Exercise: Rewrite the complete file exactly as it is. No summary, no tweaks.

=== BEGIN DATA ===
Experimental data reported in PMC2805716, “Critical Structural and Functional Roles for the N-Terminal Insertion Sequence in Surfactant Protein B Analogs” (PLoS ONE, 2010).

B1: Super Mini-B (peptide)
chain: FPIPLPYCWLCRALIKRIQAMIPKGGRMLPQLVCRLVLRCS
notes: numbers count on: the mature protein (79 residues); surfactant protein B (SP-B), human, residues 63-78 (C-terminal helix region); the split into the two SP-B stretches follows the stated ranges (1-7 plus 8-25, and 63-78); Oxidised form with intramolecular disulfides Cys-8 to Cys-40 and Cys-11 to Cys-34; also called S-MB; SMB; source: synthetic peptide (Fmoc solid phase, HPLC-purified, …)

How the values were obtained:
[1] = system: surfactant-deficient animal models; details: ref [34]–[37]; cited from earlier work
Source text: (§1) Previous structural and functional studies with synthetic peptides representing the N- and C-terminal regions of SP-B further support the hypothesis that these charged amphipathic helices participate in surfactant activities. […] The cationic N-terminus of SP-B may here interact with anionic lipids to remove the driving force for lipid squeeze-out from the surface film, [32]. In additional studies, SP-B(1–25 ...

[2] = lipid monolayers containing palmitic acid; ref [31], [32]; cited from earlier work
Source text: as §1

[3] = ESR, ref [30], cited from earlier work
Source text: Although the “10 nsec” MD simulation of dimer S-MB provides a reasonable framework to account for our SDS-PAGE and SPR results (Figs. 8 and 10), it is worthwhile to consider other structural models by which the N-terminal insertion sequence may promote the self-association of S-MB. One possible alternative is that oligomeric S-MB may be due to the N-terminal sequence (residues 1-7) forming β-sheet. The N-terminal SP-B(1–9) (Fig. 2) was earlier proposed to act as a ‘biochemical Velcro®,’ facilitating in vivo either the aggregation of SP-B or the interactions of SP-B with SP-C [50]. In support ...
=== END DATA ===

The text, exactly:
Experimental data reported in PMC2805716, “Critical Structural and Functional Roles for the N-Terminal Insertion Sequence in Surfactant Protein B Analogs” (PLoS ONE, 2010).

B1: Super Mini-B (peptide)
chain: FPIPLPYCWLCRALIKRIQAMIPKGGRMLPQLVCRLVLRCS
notes: numbers count on: the mature protein (79 residues); surfactant protein B (SP-B), human, residues 63-78 (C-terminal helix region); the split into the two SP-B stretches follows the stated ranges (1-7 plus 8-25, and 63-78); Oxidised form with intramolecular disulfides Cys-8 to Cys-40 and Cys-11 to Cys-34; also called S-MB; SMB; source: synthetic peptide (Fmoc solid phase, HPLC-purified, …)

How the values were obtained:
[1] = system: surfactant-deficient animal models; details: ref [34]–[37]; cited from earlier work
Source text: (§1) Previous structural and functional studies with synthetic peptides representing the N- and C-terminal regions of SP-B further support the hypothesis that these charged amphipathic helices participate in surfactant activities. […] The cationic N-terminus of SP-B may here interact with anionic lipids to remove the driving force for lipid squeeze-out from the surface film, [32]. In additional studies, SP-B(1–25 ...

[2] = lipid monolayers containing palmitic acid; ref [31], [32]; cited from earlier work
Source text: as §1

[3] = ESR, ref [30], cited from earlier work
Source text: Although the “10 nsec” MD simulation of dimer S-MB provides a reasonable framework to account for our SDS-PAGE and SPR results (Figs. 8 and 10), it is worthwhile to consider other structural models by which the N-terminal insertion sequence may promote the self-association of S-MB. One possible alternative is that oligomeric S-MB may be due to the N-terminal sequence (residues 1-7) forming β-sheet. The N-terminal SP-B(1–9) (Fig. 2) was earlier proposed to act as a ‘biochemical Velcro®,’ facilitating in vivo either the aggregation of SP-B or the interactions of SP-B with SP-C [50]. In support ...